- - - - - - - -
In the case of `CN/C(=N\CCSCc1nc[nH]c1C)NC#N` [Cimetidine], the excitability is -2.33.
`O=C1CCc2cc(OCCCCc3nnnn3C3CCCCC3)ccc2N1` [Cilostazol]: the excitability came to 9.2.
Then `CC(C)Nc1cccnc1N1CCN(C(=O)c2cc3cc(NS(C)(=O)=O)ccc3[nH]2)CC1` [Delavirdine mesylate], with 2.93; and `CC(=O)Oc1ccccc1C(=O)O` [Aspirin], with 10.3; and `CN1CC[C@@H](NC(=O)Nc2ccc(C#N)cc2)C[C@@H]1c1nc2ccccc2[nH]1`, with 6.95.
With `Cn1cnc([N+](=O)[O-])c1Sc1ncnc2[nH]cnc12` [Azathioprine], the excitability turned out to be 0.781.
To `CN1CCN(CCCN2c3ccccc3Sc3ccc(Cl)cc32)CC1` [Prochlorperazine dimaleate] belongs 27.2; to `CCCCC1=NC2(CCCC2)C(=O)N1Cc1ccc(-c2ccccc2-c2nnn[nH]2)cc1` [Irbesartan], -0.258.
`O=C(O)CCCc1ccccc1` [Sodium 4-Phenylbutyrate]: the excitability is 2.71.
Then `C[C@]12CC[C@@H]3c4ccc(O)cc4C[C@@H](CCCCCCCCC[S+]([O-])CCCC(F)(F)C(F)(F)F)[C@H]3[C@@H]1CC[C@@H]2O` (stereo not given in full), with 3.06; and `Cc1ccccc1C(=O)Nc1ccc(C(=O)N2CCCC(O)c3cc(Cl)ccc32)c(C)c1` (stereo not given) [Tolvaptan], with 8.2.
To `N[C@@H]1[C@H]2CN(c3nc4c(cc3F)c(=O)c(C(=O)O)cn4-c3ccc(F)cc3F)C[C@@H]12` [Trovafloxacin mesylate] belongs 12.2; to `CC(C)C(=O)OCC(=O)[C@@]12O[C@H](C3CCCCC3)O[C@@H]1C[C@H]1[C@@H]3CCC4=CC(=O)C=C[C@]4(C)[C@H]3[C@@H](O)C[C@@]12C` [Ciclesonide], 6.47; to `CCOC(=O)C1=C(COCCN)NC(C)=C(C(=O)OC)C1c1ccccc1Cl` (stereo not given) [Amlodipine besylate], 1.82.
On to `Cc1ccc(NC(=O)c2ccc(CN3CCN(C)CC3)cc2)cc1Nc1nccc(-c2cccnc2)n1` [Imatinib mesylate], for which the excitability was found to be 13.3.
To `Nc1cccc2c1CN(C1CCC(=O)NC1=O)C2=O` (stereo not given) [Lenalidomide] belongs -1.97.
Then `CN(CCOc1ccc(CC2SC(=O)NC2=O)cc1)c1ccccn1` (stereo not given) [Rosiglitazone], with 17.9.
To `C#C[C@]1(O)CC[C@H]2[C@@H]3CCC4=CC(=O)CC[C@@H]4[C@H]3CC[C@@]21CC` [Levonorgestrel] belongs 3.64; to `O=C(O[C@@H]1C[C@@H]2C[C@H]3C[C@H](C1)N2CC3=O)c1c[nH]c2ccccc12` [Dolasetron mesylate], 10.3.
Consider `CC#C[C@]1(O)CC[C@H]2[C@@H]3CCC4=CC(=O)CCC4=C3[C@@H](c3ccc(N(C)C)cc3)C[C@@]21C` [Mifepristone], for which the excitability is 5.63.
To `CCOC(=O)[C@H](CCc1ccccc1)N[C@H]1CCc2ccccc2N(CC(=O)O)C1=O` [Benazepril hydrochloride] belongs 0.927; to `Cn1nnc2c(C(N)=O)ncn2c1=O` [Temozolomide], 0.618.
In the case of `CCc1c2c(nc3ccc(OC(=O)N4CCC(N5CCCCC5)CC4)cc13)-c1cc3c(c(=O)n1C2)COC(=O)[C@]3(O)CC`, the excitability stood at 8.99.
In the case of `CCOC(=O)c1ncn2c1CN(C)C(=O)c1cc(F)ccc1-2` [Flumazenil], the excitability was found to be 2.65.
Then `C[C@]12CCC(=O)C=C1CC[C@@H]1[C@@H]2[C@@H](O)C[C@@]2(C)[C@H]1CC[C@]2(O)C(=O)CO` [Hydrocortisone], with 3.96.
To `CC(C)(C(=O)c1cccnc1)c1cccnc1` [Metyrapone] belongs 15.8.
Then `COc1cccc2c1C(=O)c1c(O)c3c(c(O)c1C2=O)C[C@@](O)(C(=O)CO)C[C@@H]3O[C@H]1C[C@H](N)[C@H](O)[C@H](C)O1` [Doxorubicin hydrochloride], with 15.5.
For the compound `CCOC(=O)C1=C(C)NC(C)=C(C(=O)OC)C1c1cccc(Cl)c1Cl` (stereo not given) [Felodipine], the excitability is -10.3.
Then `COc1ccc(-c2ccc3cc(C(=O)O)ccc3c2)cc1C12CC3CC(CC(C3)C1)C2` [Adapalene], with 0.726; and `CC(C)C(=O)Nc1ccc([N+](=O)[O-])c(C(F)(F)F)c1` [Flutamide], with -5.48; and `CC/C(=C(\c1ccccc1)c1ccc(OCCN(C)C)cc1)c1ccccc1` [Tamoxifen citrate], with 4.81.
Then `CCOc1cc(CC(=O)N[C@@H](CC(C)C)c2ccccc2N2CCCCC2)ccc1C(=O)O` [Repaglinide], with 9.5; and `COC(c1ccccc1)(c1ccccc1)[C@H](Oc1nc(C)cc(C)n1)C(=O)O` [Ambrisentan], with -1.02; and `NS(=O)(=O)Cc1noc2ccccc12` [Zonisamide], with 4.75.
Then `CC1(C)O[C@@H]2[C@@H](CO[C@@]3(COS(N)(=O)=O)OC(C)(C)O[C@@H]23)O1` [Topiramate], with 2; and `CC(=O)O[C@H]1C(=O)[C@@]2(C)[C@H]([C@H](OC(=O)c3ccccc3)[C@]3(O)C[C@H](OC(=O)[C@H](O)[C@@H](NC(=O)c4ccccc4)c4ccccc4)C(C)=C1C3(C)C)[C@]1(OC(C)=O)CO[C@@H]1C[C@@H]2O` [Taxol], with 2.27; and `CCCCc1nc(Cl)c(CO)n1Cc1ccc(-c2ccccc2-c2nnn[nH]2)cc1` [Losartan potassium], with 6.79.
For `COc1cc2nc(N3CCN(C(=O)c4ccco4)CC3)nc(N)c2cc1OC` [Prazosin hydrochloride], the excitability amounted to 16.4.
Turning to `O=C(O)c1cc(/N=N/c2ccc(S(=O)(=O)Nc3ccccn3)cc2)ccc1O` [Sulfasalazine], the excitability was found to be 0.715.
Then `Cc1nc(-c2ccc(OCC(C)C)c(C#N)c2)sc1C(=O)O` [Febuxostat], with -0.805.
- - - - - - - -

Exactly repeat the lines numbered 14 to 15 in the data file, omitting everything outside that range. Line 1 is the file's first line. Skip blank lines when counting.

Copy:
To `CCOC(=O)[C@H](CCc1ccccc1)N[C@H]1CCc2ccccc2N(CC(=O)O)C1=O` [Benazepril hydrochloride] belongs 0.927; to `Cn1nnc2c(C(N)=O)ncn2c1=O` [Temozolomide], 0.618.
In the case of `CCc1c2c(nc3ccc(OC(=O)N4CCC(N5CCCCC5)CC4)cc13)-c1cc3c(c(=O)n1C2)COC(=O)[C@]3(O)CC`, the excitability stood at 8.99.